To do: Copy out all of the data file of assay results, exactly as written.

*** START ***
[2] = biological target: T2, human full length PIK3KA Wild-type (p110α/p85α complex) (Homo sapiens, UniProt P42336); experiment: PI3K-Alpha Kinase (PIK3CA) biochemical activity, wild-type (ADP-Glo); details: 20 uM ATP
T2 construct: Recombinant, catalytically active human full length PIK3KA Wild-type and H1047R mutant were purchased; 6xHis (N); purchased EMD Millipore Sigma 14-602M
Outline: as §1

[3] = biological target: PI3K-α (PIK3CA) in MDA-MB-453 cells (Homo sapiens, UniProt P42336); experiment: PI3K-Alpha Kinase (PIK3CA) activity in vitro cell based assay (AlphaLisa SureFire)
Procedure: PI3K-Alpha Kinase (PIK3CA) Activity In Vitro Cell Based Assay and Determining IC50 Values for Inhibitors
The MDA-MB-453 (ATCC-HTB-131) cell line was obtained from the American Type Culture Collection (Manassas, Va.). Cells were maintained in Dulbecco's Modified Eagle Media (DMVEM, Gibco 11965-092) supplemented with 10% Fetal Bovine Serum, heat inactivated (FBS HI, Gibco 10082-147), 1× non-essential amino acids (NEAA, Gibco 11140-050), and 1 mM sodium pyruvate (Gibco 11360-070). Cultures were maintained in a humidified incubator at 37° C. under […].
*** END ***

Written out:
[2] = biological target: T2, human full length PIK3KA Wild-type (p110α/p85α complex) (Homo sapiens, UniProt P42336); experiment: PI3K-Alpha Kinase (PIK3CA) biochemical activity, wild-type (ADP-Glo); details: 20 uM ATP
T2 construct: Recombinant, catalytically active human full length PIK3KA Wild-type and H1047R mutant were purchased; 6xHis (N); purchased EMD Millipore Sigma 14-602M
Outline: as §1

[3] = biological target: PI3K-α (PIK3CA) in MDA-MB-453 cells (Homo sapiens, UniProt P42336); experiment: PI3K-Alpha Kinase (PIK3CA) activity in vitro cell based assay (AlphaLisa SureFire)
Procedure: PI3K-Alpha Kinase (PIK3CA) Activity In Vitro Cell Based Assay and Determining IC50 Values for Inhibitors
The MDA-MB-453 (ATCC-HTB-131) cell line was obtained from the American Type Culture Collection (Manassas, Va.). Cells were maintained in Dulbecco's Modified Eagle Media (DMVEM, Gibco 11965-092) supplemented with 10% Fetal Bovine Serum, heat inactivated (FBS HI, Gibco 10082-147), 1× non-essential amino acids (NEAA, Gibco 11140-050), and 1 mM sodium pyruvate (Gibco 11360-070). Cultures were maintained in a humidified incubator at 37° C. under […].